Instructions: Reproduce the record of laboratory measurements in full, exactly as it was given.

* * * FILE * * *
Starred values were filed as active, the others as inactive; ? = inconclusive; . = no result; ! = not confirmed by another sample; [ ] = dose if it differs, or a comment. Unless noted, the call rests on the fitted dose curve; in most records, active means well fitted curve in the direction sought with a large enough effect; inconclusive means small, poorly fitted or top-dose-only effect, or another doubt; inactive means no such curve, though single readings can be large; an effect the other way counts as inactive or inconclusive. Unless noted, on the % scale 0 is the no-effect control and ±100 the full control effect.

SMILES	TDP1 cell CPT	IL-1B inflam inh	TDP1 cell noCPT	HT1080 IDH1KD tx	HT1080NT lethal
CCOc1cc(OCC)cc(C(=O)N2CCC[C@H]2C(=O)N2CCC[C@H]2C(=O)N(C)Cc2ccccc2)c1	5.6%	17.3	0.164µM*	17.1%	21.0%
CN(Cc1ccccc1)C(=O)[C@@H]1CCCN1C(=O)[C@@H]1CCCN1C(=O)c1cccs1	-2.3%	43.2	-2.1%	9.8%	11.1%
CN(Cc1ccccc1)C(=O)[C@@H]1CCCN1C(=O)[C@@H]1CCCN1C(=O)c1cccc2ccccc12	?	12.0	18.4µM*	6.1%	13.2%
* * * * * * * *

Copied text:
Starred values were filed as active, the others as inactive; ? = inconclusive; . = no result; ! = not confirmed by another sample; [ ] = dose if it differs, or a comment. Unless noted, the call rests on the fitted dose curve; in most records, active means well fitted curve in the direction sought with a large enough effect; inconclusive means small, poorly fitted or top-dose-only effect, or another doubt; inactive means no such curve, though single readings can be large; an effect the other way counts as inactive or inconclusive. Unless noted, on the % scale 0 is the no-effect control and ±100 the full control effect.

SMILES	TDP1 cell CPT	IL-1B inflam inh	TDP1 cell noCPT	HT1080 IDH1KD tx	HT1080NT lethal
CCOc1cc(OCC)cc(C(=O)N2CCC[C@H]2C(=O)N2CCC[C@H]2C(=O)N(C)Cc2ccccc2)c1	5.6%	17.3	0.164µM*	17.1%	21.0%
CN(Cc1ccccc1)C(=O)[C@@H]1CCCN1C(=O)[C@@H]1CCCN1C(=O)c1cccs1	-2.3%	43.2	-2.1%	9.8%	11.1%
CN(Cc1ccccc1)C(=O)[C@@H]1CCCN1C(=O)[C@@H]1CCCN1C(=O)c1cccc2ccccc12	?	12.0	18.4µM*	6.1%	13.2%